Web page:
Farm Ireland
Independent.ie

Wednesday 15 August 2018

Storm Ophelia: It will be weeks before scale of damage to Ireland's forests will be known

A fallen tree blocks the R292 at Culleenamore, Strandhill, Co. Sligo. Photo: James Connolly
A fallen tree blocks the R292 at Culleenamore, Strandhill, Co. Sligo. Photo: James Connolly
Ciaran Moran

Ciaran Moran

It could take weeks before the scale of damage caused by Storm Ophelia to Irish forestry is known, according to the state's forestry company Coillte.

Coillte Forests remain closed to recreational users and the general public today (Tuesday, October 17), while forest workers and contractors clear the resulting storm damaged trees and carry out assessments of the windblown damage caused by Hurricane Ophelia.

It says this work and the process of accessing the cost and full extent of the damage is expected to take a number of weeks to complete.

Following the re-opening of recreational forests, which is expected to be tomorrow, according to Coillte the public must still remain vigilant and exercise extreme care if entering Coillte land over the coming days as fallen and overhanging trees pose an extremely dangerous risk.

It warns members of the public should not approach fallen or overhanging trees as they pose a significant health and safety risk, while access routes blocked by trees should only be cleared by trained experts.

During a succession of storms in the winter of 2013/2014, culminating in Storm Darwin on February 12, 2014 forestry that had suffered damage

Estimates at the time, based on satellite imagery, indicate up to 1pc of the national forest area (approximately 8,000 hectares) was affected, the damage has been particularly extensive at a local level, especially in the south and parts of the midlands where substantial quantities of timber have been blown down.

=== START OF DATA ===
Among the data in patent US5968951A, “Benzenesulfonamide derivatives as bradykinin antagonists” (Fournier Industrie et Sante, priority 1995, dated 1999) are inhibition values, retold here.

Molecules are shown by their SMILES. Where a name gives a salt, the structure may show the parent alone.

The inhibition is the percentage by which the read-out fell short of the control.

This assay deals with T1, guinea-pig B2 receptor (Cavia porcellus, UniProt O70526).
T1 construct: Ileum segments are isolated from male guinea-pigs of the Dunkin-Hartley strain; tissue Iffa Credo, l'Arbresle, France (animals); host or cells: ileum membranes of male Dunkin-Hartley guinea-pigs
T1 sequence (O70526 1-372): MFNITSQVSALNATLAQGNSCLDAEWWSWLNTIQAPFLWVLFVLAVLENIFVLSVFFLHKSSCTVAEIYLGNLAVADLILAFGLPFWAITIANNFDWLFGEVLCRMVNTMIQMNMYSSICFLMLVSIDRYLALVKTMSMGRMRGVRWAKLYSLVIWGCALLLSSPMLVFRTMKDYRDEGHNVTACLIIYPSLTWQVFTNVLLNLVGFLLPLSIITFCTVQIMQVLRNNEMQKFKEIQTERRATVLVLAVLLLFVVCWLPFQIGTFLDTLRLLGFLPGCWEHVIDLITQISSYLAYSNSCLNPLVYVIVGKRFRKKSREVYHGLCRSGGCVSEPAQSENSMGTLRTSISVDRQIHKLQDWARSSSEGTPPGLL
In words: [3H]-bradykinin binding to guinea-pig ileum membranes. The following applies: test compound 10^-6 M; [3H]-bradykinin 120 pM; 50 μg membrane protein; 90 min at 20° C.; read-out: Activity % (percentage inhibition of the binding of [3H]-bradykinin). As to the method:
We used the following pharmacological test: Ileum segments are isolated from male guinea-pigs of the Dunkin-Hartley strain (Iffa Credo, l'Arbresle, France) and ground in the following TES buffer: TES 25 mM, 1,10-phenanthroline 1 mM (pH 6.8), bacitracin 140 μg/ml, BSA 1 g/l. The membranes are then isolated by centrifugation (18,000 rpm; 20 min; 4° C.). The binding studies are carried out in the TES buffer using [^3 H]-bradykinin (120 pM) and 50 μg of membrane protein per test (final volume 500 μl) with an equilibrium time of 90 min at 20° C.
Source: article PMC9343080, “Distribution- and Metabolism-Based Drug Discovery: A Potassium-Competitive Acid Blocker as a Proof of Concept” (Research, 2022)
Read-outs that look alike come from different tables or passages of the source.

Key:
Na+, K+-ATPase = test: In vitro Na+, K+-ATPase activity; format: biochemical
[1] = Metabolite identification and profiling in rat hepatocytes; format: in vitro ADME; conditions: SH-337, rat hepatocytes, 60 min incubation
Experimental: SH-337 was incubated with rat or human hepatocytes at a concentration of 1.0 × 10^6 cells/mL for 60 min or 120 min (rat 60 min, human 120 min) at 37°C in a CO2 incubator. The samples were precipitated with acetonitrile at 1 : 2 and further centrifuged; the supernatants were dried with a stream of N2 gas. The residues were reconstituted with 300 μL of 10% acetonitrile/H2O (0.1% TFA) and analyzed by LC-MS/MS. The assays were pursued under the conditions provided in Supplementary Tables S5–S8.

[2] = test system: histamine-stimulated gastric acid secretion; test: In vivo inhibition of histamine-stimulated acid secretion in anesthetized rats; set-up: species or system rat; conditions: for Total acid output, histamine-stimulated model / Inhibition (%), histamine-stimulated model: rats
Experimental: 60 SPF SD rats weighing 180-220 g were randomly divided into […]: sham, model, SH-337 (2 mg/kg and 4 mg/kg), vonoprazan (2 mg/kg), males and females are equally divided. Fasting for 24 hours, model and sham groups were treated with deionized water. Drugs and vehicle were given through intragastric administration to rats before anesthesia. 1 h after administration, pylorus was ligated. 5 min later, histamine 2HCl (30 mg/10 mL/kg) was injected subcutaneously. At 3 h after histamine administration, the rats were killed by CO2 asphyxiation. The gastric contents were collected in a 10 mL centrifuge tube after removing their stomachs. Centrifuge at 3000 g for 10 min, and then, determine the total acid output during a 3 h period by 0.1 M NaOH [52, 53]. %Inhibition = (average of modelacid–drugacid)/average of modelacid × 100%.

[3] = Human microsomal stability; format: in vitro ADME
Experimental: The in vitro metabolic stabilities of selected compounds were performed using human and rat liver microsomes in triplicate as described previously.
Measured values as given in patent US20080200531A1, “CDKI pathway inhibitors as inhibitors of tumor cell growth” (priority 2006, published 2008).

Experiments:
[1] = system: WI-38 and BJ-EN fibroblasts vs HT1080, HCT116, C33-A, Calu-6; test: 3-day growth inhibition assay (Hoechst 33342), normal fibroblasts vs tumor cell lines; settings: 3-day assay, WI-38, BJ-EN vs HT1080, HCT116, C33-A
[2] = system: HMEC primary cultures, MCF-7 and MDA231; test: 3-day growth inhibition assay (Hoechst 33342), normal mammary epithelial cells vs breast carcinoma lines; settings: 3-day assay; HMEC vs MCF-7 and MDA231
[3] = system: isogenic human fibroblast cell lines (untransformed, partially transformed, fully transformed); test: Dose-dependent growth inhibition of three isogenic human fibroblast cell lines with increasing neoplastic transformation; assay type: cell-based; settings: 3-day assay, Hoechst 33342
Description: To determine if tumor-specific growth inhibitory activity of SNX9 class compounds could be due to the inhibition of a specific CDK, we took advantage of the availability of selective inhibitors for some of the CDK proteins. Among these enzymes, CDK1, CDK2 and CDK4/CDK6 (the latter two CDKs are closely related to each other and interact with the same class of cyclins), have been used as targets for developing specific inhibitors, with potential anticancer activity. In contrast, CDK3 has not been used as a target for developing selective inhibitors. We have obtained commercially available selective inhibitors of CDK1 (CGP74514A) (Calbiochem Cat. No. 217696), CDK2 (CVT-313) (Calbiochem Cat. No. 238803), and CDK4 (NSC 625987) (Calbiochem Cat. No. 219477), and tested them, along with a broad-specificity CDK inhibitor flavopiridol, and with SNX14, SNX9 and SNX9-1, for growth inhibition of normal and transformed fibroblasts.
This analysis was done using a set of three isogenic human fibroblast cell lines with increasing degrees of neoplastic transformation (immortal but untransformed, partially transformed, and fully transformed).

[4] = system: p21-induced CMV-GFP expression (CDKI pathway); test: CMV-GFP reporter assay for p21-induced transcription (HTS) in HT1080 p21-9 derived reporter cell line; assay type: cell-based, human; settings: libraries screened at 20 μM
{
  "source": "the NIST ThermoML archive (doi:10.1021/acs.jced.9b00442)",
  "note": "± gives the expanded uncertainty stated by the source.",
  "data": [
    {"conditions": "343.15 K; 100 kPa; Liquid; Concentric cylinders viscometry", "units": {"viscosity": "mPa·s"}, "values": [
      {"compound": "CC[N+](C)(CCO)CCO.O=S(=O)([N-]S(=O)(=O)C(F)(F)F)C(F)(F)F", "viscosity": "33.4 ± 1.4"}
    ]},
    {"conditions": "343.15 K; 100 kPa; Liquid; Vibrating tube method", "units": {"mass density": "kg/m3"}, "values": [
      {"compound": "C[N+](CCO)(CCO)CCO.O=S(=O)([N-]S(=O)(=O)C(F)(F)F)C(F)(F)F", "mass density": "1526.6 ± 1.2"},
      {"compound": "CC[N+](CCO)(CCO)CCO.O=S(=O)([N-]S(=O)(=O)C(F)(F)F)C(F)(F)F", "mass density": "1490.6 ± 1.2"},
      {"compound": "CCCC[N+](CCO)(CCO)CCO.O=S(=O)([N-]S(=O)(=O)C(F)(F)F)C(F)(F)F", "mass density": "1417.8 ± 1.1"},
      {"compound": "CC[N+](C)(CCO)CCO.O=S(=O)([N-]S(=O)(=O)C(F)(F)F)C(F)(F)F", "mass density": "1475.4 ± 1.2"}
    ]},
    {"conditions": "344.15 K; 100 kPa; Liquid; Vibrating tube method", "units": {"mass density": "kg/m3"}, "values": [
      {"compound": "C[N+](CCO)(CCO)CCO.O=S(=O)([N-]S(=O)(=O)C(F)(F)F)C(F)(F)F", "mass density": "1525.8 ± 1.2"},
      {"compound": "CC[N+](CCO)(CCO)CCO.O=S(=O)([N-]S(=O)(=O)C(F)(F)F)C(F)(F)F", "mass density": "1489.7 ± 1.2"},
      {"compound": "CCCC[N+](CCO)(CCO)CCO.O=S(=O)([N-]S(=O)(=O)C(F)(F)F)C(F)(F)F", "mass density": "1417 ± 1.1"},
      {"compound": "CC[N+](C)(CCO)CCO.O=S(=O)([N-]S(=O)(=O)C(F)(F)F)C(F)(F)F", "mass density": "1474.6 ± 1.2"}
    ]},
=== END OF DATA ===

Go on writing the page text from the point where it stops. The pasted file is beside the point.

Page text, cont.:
Meanwhile, up to 360,000 people could lose their water supply today, as 215,000 customers are already without power and an estimated 150,000 people are without communication services following unprecedented Storm Ophelia.

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It is also feared that more customers will lose their broadband, telephone and mobile services today.

Three people lost their lives in the storm, which left a trail of destruction in its path across the country.

Fallen trees at Marina Park, Cork city. Photo: Michael Mac Sweeney/Provision
Fallen trees at Marina Park, Cork city. Photo: Michael Mac Sweeney/Provision

Irish Water said the "good news" is that the original number of 360,000 customers at risk of losing their water supply has now decreased to 310,000.

eir now estimates that approximately 150,000 customers are without broadband, telephone and mobile services as a result of Storm Ophelia.

They said the storm caused unprecedented and widespread levels of damage to eir’s infrastructure, including damage to poles and cables. They marked the southwest and the midlands as the worst affected areas, in particular Cork County.

Online Editors